Why I Support Daniel Tosh and Jokes About Anything
A joke makes a thing funny by illustrating the absurdity within it. Therefore, all funny jokes about, say, rape (like the ones for which Daniel Tosh is now being berated), are illustrating the absurdity of rape and are thus either opposing it or a topic surrounding it, or, at least not supporting it. Thus, the only thing to do in the case of the recent Tosh debacle, is to decide whether Tosh’s jokes are funny or not, which is almost never productive, particularly when an organization like Jezebel is predisposed to evaluating jokes on certain topics (like rape) differently than they would evaluate jokes in general.
No one can ever argue that Tosh’s jokes are not insensitive. They absolutely are. But “insensitive” in no way translates to “wrong.” There is nothing close to a moral imperative for one to “not be insensitive” - though, in a given setting, sensitivity certainly is nice (for instance, in another person’s home or hospital room). In the setting of the comedy show, however, like Tosh’s, where one is paying to see his particular schtick, it was the outcrying audience girl who was being insensitive or, more accurately, rude. [Though, as an aside, his reply to this was in no way funny, smart or valuable.]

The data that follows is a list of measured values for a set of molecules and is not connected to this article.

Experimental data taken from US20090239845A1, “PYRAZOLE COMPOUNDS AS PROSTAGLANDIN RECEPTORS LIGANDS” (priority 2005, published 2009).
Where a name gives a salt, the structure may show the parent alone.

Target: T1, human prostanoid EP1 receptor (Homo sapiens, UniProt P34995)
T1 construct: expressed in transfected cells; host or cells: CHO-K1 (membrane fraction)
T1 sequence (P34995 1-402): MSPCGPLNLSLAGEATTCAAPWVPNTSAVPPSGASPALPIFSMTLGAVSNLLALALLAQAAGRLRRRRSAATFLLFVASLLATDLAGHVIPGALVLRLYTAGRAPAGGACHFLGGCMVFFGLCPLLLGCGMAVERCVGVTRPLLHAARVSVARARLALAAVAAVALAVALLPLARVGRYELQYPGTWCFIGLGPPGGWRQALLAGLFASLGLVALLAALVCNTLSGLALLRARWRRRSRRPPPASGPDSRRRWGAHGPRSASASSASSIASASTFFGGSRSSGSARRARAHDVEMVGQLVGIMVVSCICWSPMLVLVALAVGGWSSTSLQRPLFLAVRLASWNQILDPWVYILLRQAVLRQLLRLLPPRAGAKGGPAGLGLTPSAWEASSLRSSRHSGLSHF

If this entire issue is about bringing about constructive, positive change for serious issues, instead of inhibiting their progress in society, I would argue that oversensitivity and the unilateral condemnation of jokes along a certain topic, are much worse than making the jokes themselves. Oversensitivity represents an inability to examine a topic in a plain, honest manner and thus an inability to create a constructive plan to move forward.
So shut up, Jezebel and all you inane supporters of Political Correctness. Your smug sensitivity and subsequent denial offend me.